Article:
The longer an attacker can keep a compromised system hidden from discovery, the more data he (or she - equal opportunity crooks welcome) can acquire for nefarious purposes. Similarly, more information squired offsite means a much richer payoff when the data is sold to third parties or used by fraudsters to perform transactions using unsuspecting customer accounts.

One question that so far remains unanswered is how the malware was introduced into Heartland's systems. Was there a propogating worm introduced via email or through a compromised website? Did someone plug an infected USB drive into a machine? Was it an inside job?

I'd be interested in the code analysis to determine whether it's something that the existing antivirus software should have alerted on - and I understand I'm assuming here that AV protection was both active and updated. Along the same lines, were the infected systems completely patched for known security vulnerabilities and was their baseline security configuration hardened, with state monitoring enabled? What about vulnerability assessment and management?

Did Heartland employ network anomoly detection - how did this captured data leave the firm? If it was going out over the network, how did the HIDS and NIDS not fire, if deployed?

Much has been written over the past several years about security being a "defense in depth" approach, where your security and control environment is multi-tiered to hopefully prevent and certainly detect malicious events. It would appear that there were multiple failures in the Heartland case, and judging by the penalties assessed in the wake of the TJX breach (45.7 million credit & debit card numbers exposed), coupled with the cost of notifiying what could be several hundred million customers, and providing them credit monitoring services, this will prove to be a very expensive lesson for Heartland.

As written in my posting SANS 2009 Security Predictions, and my security crystal ball article excerpted at, data breach legislation is a trailing indicator of security and control effectiveness. When breaches don't happen, legislators tend to focus on other things. When big breaches are in the news, there are more drum beats about the need for standardized federal laws and regulations around data protection and breach notification.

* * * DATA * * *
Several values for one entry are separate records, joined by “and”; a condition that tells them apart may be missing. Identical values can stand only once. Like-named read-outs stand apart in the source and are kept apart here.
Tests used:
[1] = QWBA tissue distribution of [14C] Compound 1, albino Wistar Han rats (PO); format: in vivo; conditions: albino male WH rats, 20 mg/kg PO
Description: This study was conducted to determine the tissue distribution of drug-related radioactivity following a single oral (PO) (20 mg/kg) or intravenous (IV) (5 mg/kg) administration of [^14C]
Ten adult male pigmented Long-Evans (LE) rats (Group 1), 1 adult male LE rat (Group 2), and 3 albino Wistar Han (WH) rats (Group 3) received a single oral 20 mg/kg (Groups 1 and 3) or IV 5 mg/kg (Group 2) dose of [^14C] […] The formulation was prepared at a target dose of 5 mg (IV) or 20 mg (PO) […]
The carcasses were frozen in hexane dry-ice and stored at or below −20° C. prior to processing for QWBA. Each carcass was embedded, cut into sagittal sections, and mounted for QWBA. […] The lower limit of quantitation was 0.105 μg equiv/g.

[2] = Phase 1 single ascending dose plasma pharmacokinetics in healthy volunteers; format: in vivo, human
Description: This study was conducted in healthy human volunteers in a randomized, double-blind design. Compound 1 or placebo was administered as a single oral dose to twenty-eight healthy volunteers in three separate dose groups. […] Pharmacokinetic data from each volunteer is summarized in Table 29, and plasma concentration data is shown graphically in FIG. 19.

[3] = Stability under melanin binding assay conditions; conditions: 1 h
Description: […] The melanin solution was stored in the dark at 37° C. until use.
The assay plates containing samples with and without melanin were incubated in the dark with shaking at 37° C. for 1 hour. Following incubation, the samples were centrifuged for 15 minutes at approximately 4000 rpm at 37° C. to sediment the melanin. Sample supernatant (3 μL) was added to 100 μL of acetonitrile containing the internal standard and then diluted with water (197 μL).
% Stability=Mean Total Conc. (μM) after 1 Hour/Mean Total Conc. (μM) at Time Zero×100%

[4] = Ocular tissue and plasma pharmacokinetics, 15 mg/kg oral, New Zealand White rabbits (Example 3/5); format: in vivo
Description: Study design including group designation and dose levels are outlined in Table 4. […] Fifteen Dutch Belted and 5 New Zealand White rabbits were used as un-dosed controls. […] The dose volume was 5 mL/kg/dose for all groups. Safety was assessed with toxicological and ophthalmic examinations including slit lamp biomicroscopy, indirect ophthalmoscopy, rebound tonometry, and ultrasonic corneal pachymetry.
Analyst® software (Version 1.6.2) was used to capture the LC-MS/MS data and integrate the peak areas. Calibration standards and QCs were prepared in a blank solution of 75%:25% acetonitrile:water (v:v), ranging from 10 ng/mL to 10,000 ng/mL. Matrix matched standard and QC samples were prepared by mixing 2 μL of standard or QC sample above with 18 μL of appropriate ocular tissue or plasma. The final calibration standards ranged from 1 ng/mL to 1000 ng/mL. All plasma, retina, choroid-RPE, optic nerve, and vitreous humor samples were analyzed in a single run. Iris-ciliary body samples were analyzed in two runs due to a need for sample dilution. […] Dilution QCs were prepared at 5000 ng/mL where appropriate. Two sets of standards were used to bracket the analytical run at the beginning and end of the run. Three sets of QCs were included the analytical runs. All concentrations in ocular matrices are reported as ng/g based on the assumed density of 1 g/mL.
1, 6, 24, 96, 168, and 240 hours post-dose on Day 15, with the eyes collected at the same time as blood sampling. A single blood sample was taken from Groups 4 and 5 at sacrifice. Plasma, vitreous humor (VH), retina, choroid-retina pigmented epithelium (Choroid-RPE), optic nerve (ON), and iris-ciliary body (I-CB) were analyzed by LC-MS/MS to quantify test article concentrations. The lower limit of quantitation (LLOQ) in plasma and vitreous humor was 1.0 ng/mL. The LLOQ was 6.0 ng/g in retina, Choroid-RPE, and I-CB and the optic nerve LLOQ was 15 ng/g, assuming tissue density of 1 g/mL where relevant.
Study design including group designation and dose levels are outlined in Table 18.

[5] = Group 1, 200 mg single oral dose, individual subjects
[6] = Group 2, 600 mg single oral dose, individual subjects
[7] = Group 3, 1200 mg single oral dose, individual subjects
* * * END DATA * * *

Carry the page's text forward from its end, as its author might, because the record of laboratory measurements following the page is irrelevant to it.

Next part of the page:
This could be the incident that tips to scale to kick off a federal response, depending on the details that emerge as Heartland's systems undergo forensic examination. Stay tuned.

Sunday, January 18, 2009


Inauguration - Kennedy to Obama Racial Progress

As John F. Kennedy stood on his inauguration podium, watching the parade march past, he gestured to an aide and pointed out an interesting fact - there were no black faces in the military honor guard.

Kennedy soon ordered the integration of his honor guard, and South Carolina native David Addison, an enlisted Marine who was a grandchild of slaves who had worked on a plantation on the Gullah Island of St. John, became the first African American member of the honor guard, as Kennedy closed the loop from symbol to solution.

Sometimes blatant symbolism is the right kindling to turn smoldering discontent into the flicker of change. According to Roxanne Roberts and Krissah Thompson of The Washington Post, there may be a bit of that at work as President-elect Barack Obama's inauguration looms large on the horizon.

The city's high-level social scene -- dinners, black-tie fundraisers, receptions, ubiquitous book parties -- is the place where money and experience are subtly traded for access and influence.